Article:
On one random evening, my husband and I witnessed his smile starting to "shift" to one side. At first we thought it was a joke, and laughed about it. He was unable to control this shift. After two days, we realized it was serious, and he was losing feeling and control on the right side of his face. By that day, his eyelids started to droop, and he could not close his eye. We panicked and went to the emergency room to wait for hours only to affirm what I had researched online. It was Bell's palsy. We were prescribed prednisone and acyclovir, which we believe today had little to no effect in his recovery. Immediately after leaving the hospital, we began the regime, based on my research prior. He was only going to eat healthy food to allow his face to recover. From that point, for two weeks, he did only this, ate broccoli for every meal with olive oil. He drank ginger tea (buy raw ginger, cut it up and boil it into a tea), used raw honey instead of sugar. Drank this several times a day. He also ate blueberries and celery. Later we just added some whole wheat bread and boiled chicken breast into the meals. He also took daily, 2 fish oil omega 3 tablets, and 1 B-12 tablet, 1000mcg a day. He rested a lot, lots of sleep is needed. He let the body heal itself, he did not stress his face with exercises, we tried it one time, but it did not work. Soon he started to feel tingling sensations on the paralyzed right side of his face. It buzzed near his eyelids and lips. These are indications that the nerves are starting to send signals to the paralyzed face. And he was on the road to recovery! This is all we did, and one day after 2 weeks, we just realized it was 110% gone!

Was this comment helpful?Yes
Comment from: Rita, 35-44 Female (Patient) Published: March 31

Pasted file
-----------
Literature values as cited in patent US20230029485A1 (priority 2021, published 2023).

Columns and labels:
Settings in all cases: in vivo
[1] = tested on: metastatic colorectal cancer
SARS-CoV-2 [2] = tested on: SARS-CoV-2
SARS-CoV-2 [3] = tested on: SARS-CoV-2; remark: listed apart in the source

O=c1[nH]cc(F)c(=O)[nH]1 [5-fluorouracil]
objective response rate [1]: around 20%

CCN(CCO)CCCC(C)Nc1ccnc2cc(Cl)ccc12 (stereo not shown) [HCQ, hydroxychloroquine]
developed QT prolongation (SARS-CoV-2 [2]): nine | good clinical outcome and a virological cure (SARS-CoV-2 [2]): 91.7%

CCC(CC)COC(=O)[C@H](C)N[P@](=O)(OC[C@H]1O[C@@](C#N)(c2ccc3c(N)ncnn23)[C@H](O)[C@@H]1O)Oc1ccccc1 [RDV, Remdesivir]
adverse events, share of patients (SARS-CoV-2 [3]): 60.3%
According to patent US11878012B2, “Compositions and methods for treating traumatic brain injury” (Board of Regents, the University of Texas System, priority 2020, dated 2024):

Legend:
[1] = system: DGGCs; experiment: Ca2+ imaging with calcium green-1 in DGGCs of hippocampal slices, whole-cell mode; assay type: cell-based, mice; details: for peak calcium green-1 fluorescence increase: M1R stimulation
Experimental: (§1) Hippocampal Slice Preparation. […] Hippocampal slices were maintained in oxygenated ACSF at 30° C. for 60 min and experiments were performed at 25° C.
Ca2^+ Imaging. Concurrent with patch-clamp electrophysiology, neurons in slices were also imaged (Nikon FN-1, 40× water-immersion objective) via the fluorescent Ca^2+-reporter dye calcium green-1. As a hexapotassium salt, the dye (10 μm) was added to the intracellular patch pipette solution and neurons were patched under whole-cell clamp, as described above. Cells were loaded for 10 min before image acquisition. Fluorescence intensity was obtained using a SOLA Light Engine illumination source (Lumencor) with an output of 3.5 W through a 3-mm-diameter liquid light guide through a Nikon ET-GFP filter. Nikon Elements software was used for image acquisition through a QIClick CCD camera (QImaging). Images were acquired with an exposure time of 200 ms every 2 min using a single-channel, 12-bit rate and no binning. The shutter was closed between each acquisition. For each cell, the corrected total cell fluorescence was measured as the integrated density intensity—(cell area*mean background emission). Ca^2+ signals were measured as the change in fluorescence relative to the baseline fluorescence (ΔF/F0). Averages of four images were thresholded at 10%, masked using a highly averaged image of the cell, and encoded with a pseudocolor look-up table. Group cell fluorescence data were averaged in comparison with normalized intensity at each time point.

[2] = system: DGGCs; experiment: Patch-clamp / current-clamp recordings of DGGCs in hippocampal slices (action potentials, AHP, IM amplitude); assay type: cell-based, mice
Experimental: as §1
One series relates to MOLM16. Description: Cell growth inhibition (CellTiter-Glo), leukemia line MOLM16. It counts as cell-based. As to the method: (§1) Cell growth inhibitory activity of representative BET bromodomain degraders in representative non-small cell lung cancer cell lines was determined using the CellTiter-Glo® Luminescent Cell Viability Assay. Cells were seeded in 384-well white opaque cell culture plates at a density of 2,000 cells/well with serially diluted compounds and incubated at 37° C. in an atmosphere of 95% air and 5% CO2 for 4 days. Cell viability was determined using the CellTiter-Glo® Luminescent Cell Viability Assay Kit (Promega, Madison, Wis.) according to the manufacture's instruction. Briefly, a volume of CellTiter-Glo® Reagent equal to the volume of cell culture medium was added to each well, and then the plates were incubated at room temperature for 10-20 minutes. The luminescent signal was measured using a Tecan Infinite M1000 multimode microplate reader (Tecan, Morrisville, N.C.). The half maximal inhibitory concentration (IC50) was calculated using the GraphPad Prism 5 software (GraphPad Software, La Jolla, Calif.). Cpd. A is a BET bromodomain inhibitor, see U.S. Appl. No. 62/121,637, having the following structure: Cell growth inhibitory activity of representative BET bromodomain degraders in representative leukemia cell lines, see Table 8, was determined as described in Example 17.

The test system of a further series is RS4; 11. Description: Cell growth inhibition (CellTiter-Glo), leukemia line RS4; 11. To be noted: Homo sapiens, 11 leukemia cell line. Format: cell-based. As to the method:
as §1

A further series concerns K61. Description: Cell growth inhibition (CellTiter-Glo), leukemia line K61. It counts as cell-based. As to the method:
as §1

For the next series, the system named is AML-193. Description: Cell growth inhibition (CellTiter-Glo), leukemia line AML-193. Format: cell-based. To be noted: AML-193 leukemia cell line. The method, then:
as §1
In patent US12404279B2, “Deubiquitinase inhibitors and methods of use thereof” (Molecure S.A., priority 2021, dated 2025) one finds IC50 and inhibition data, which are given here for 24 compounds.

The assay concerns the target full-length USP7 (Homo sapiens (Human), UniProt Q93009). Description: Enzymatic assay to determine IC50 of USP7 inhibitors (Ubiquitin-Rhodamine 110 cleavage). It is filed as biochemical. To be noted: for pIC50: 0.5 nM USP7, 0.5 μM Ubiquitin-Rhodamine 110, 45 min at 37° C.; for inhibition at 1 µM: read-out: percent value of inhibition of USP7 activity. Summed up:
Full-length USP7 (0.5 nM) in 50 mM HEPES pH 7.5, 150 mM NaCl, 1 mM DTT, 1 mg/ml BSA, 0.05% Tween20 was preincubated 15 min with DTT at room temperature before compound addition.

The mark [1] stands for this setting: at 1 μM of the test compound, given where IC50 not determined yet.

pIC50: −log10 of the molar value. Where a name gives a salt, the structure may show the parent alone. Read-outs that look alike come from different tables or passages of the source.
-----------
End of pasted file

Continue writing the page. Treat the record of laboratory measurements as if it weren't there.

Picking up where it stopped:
I had Bell's palsy around 2 years back but now suddenly from last 3 or 4 months I have swelling and mild pain on the Bell's palsy side. There is heaviness also on that side of head. I don't understand, it's quite confusing.

Was this comment helpful?Yes

Patient Comments

Viewers share their comments

Facial Nerve Problems and Bell's Palsy - Treatment Question: What kinds of treatment, including medication, did you have for facial nerve problems?
Facial Nerve Problems and Bell's Palsy - Symptoms Question: What were your symptoms associated with facial nerve problems or Bell's palsy?
Bell's Palsy - Emotional Experience Question: If you've suffered from Bell's palsy or other facial nerve problems, please share how you managed the psychological aspects of having the disease? Did you become depressed or anxious?

Patient Comments are not a substitute for professional medical advice, diagnosis, or treatment. Never delay or disregard seeking professional medical advice from your physician or other qualified health provider because of something you have read on MedicineNet. The opinions expressed in the comments section are of the author and the author alone. MedicineNet does not endorse any specific product, service or treatment.

Alert If you think you have a medical emergency, call your doctor or 911 immediately.

Report Problems to the Food and Drug Administration

You are encouraged to report negative side effects of prescription drugs to the FDA. Visit the FDA MedWatch website or call 1-800-FDA-1088.

Health Solutions From Our Sponsors